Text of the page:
Roy’s Because Effect

UPDATE: Roy was interviewed on the show about Visual Facilitation – see the youtube video here.

My mate Roy Blumenthal from South Africa, who is the man behind my portrait on my lifekludger blog, has scored himself a gig as a weekly co-anchor of CNBC AFRICA’s business magazine show, ‘Kaleidoscope‘ where he employs his visual facilitation skills to draw the info under discussion live on screen on his tablet pc.

While Roy’s talent is undisputed, I rekon this is a great example of the “Because Effect” (as termed by Doc Searls) as an indirect outcome of Roy’s digital networked life of openness.In the connected network world,  the Because Effect feeds on openness. And it’s more than an API.

Kudos Roy.


2 thoughts on “Roy’s Because Effect

  1. Wow! Thanks for this piece of connectedness, Dave!

    I think you may very well be right.

    The way the gig came about is VERY much about the ‘Because Effect’. A long, convoluted set of coincidences and taken-opportunities, all tied up in one common principle… a kind of ‘I do what I do cos I love what I do’.

    Here’s the chain…

    1. Years ago, I directed a tv show called GO_OPEN, about the open source movement. One of the contacts I made back then was the bunch of presentation mavericks at a company called MISSING LINK.

    2. Thanks to my exposure to open source, I became more of an open sourcer than I originally was. This meant that I started open sourcing all of my artworks.

    3. Missing Link and I kept crossing paths, with me doing the odd bit of writing for them. And some artworks. At one of those gigs, I met Clive Simpkins, a public speaker, and really inspiring, awesome fellow.

    4. Time passed.

    5. I was doodling in my Moleskine notebook during a free seminar one night, a seminar put together by a bunch of open sourcers. It was a 27 DINNERS event. And someone sitting behind me asked me after the event, ‘Are you a visual facilitator?’ Conversation followed. And I became a visual facilitator thanks to Louise van Rhyn, the woman in question. She was my first paid client.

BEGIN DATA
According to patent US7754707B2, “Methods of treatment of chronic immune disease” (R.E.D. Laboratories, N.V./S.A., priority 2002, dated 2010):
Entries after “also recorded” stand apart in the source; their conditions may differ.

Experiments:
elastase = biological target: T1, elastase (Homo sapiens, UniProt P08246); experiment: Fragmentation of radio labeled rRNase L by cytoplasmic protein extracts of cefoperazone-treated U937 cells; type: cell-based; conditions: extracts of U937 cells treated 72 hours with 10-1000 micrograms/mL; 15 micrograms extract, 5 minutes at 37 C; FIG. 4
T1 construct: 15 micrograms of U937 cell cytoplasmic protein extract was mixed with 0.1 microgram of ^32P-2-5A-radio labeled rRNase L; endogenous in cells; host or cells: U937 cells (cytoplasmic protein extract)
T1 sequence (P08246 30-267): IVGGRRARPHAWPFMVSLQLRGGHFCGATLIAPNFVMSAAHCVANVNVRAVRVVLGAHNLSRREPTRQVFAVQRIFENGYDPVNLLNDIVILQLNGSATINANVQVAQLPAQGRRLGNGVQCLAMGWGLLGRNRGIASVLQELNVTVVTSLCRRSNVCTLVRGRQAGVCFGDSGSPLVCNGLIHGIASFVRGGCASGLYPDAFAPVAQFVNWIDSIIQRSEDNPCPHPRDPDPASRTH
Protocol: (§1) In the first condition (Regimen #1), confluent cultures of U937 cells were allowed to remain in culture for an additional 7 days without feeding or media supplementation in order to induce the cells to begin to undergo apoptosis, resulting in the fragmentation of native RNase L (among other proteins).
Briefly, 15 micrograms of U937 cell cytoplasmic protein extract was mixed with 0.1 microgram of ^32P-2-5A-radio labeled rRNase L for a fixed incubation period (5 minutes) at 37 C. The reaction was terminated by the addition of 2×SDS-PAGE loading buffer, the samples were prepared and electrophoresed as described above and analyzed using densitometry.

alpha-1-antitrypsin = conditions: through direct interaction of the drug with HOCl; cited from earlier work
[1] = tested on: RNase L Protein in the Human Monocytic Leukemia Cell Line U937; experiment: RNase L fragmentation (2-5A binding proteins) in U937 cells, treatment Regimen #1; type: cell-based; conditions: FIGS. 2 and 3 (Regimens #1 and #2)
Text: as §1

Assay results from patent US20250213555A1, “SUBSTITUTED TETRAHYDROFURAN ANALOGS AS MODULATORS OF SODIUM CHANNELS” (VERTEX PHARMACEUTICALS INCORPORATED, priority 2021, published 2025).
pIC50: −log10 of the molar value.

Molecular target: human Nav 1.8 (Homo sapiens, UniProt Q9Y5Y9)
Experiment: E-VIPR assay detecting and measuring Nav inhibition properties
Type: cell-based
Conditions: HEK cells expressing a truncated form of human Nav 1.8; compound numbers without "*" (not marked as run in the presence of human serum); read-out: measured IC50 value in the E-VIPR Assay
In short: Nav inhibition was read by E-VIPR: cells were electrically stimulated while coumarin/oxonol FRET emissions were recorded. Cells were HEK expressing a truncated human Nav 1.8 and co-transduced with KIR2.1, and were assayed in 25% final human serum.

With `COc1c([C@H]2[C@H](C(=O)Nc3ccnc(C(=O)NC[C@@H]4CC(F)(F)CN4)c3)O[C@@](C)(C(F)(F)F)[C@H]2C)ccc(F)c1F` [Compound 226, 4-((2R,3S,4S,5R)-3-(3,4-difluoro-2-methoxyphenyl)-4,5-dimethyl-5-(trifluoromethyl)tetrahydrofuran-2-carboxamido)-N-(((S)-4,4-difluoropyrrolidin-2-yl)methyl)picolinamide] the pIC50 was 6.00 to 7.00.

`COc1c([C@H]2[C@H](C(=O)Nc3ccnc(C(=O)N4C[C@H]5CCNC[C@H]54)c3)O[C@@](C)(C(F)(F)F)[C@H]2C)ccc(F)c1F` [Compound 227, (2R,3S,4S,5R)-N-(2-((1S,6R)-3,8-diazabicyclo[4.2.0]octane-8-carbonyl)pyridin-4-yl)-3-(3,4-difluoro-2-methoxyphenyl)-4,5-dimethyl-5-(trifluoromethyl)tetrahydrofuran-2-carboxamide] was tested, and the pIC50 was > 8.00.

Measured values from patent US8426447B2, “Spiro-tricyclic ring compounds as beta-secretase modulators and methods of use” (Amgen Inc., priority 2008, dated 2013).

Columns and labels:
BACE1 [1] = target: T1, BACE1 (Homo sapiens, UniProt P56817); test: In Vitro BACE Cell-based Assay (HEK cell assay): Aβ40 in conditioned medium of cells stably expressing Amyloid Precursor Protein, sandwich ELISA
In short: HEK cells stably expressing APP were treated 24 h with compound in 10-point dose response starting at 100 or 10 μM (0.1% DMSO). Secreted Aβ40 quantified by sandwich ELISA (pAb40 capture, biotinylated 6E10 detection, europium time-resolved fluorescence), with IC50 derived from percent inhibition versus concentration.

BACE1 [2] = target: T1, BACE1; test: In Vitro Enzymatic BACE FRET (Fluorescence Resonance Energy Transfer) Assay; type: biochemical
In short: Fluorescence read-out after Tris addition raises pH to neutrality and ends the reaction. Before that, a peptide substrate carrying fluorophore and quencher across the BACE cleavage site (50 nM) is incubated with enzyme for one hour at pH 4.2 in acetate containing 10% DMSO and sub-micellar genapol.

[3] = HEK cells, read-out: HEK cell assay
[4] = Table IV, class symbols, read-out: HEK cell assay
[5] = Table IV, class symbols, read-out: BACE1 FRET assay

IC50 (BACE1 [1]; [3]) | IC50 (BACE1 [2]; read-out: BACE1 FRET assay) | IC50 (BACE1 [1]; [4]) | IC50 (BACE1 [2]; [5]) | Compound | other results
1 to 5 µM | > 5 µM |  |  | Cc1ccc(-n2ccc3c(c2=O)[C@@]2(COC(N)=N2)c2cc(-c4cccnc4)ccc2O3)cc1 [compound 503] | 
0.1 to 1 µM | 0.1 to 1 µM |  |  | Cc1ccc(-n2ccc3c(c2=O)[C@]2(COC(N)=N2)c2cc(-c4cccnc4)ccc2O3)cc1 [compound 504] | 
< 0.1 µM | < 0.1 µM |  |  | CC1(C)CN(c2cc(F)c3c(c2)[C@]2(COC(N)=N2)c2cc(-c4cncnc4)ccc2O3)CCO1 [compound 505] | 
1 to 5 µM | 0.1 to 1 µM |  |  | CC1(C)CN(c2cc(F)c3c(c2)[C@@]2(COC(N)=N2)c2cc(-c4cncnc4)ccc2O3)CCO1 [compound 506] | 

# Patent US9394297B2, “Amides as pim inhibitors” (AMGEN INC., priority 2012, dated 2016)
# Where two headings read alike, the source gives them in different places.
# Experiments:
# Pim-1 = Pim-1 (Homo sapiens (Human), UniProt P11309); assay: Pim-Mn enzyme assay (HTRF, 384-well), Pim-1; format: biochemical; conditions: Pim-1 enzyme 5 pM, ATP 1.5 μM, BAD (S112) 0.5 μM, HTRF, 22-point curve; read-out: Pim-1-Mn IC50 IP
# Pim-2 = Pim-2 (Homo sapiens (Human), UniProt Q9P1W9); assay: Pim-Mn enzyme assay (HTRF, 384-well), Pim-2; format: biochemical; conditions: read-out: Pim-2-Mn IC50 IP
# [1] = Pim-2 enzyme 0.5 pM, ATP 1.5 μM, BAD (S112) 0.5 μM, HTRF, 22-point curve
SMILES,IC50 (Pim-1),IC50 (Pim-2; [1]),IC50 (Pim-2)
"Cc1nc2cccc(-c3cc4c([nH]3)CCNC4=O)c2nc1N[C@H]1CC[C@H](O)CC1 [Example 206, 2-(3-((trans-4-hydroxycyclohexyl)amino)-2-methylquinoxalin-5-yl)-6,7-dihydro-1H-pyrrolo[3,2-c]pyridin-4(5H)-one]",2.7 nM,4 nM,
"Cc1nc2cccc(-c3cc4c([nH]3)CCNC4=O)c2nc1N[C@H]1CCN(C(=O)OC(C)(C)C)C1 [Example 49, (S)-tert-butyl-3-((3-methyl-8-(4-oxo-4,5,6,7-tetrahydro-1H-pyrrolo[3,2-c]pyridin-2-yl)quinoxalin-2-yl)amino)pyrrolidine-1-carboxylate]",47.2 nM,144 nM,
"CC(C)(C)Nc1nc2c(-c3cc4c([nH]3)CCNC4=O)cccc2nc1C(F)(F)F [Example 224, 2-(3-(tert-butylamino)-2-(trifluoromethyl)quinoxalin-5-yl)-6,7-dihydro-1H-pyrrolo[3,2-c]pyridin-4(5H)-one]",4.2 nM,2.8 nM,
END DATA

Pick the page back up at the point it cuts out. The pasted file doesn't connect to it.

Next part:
6. Clive Simpkins encouraged me to join an organisation he co-founded — NSASA, the National Speakers Association of Southern Africa. I was interested, but wasn’t doing much public speaking at the time, so I ended up not joining.

    7. Fast forward to me doing a three-day visual facilitation gig for the Mugg & Bean annual franchisee convention in Somerset West. At the event, the keynote speaker was a fellow called Stef du Plessis. The OTHER co-founder of NSASA. He loved the work I did for his session, and observed me during some of the other sessions, and gave me the most powerful testimonial imaginable. He also phoned the NSASA people and insisted that they use me for their annual convention, also a three-day event. One of the conditions to working at the NSASA event was that I had to be a member of NSASA. I duly applied. And, thanks to my more or less full time engagement in presenting pitches for Blue Moon, and my visual facilitation work, I was accepted at the highest level… professional.

    8. The NSASA event happened. And it was amazing. Clive and Stef were both present. And both encouraged me to attend the monthly NSASA meetings.

    9. Fast forward to one of those meetings. My first. (By now, the name had changed to the more accurate PROFESSIONAL SPEAKERS ASSOCIATION OF SOUTHERN AFRICA, PSASA.) Jennifer (my girlfriend, and manager) was there with me. Clive was at the event. And he opened proceedings by giving a massively glowing review of my skills, and what I do as a visual facilitator. One of those things I wish I’d caught on tape. When the evening was over, Clive came up to me and said, ‘You know, Roy, it would be AMAZING if you could get a television slot doing this.’

    10. Minutes later, a quiet fellow came and chatted to me. Turned out he was one of the marketing blokes on CNBC AFRICA. He was just visiting the meeting as a guest, to see what it was all about. He’d listened to Clive’s intro, and was very interested in following up with me. Turns out he’d been exposed to my blog for some time, and actually knew who I was. Clive’s intro made him put one and one together to make a dozen. The show Kaleidoscope was in the process of having a makeover, and what Clive said made him realise that I would be an ideal addition to the show.

    11. Hence, I’m now the show’s official Visual Facilitator. Awesome stuff. Unsolicited. And powerfully ‘because’.

    Blue skies

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